Perfectionism Can Hold You Back from Performing at Your Best
As an endurance athlete, it’s perfectly normal to hold yourself to high standards—to want to get out there and perform your best and get better every time. It’s part of the thrill of sport—putting in the time and effort training, so come race day, you see all that hard work pay off.
Practicing for stellar performances can definitely be motivating, but when you take it to the extreme, it can actually have the opposite effect and mess with your self-confidence and derail your ride plans. What is the extreme? Perfectionism, something that many driven athletes wrestle with when it comes to their training and race day performance.
To help you recognize a perfectionist mindset and how to move beyond it so you can actually perform at your best—and continue loving your sport—we spoke with psychology experts to give you the knowledge.
What Perfectionism Actually Means
“Perfectionism has been defined in a couple of different ways, but the one most prevalent is an individual’s commitment to extremely high standards of performance,” says Meghan Byrd, Ph.D., assistant professor of kinesiology, sport and exercise psychology at Georgia Southern University and member of the Association for Applied Sport Psychology. “Even if you do something good or great, there’s always something you feel that you could have done better or differently.”
There’s an old saying, “Good is the enemy of great,” Byrd adds. “Perfectionism is the enemy of great as well.” Perfectionism leads people to hold themselves to extremely high—often unrealistic—standards, and if they can’t meet those, they are hypercritical of themselves, and maybe even quit trying altogether.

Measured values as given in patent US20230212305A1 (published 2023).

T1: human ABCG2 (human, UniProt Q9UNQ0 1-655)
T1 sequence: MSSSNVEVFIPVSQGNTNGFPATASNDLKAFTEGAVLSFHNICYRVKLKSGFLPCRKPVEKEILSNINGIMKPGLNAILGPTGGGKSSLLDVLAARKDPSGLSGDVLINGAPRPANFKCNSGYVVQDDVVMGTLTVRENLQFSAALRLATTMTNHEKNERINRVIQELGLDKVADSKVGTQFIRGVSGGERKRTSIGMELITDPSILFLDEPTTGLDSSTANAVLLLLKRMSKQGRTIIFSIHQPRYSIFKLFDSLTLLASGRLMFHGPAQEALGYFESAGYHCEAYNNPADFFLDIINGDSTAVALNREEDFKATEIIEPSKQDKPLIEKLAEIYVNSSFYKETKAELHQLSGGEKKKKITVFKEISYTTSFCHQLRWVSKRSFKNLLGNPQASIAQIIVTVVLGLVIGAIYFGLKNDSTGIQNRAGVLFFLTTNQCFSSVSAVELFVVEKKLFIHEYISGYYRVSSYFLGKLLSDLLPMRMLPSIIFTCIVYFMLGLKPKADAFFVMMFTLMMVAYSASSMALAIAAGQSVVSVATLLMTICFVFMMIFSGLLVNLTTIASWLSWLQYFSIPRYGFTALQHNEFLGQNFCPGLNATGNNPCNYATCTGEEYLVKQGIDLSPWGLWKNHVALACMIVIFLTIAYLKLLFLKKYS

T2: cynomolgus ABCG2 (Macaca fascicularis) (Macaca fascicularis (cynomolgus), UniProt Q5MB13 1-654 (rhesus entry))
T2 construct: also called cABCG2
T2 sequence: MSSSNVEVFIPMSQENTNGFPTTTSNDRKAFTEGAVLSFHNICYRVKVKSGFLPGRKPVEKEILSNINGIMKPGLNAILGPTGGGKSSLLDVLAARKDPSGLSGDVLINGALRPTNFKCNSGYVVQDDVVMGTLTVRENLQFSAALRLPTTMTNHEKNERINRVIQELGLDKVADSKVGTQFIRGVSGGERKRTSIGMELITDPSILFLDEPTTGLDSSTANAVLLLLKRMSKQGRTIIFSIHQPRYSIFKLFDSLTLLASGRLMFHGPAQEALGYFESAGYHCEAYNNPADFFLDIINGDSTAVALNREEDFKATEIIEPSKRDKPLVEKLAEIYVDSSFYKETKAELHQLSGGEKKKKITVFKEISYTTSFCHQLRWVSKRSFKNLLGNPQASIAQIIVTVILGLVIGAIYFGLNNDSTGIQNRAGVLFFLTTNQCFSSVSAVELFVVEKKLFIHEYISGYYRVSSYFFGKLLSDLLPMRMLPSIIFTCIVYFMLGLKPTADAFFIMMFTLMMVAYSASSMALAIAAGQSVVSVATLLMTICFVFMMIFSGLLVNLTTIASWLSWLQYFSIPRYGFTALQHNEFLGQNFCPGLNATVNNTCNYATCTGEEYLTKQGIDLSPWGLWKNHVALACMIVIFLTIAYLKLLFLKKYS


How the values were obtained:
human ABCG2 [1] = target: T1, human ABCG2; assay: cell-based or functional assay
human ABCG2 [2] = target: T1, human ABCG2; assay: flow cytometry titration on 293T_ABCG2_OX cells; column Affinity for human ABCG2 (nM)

This mindset can suck all the fun out of a sport. It may even lead you to push yourself so hard that you end up injured.
Signs of Perfectionism
So, how can you recognise if you have a perfectionist mindset? First thing to pay attention to is how you’re talking to yourself.
“When people notice that they are very critical of themselves, when they focus on mistakes, when there becomes a preoccupation with things they could do better, these are signs of perfectionism,” Byrd says.
Another tip-off: You’re having more bad days than good days, says Deborah N. Roche, Ph.D., sports psychologist at the Hospital for Special Surgery in New York City. It’s tricky, because endurance sports can leave you drained and make it harder to combat negativity, she adds. But if you feel mental exhaustion that’s been going on for more than just a couple days, or it’s more consistent—say, you’ve have a couple bad days every week for the last month or two—it can be a sign that perfectionism is taking its toll.
Perfectionism can also lead you to no longer find joy in your sport. “It feels like a job,” Roche says. “Nine out of 10 times we started our sport because we loved it and it was fun. If you’re dreading it, it’s a good indicator to take a step back and kind of assess what’s going on.”
This mindset may also manifest as you feeling too overwhelmed to start because you’re afraid you won’t do as well as you’re capable of doing, Byrd says.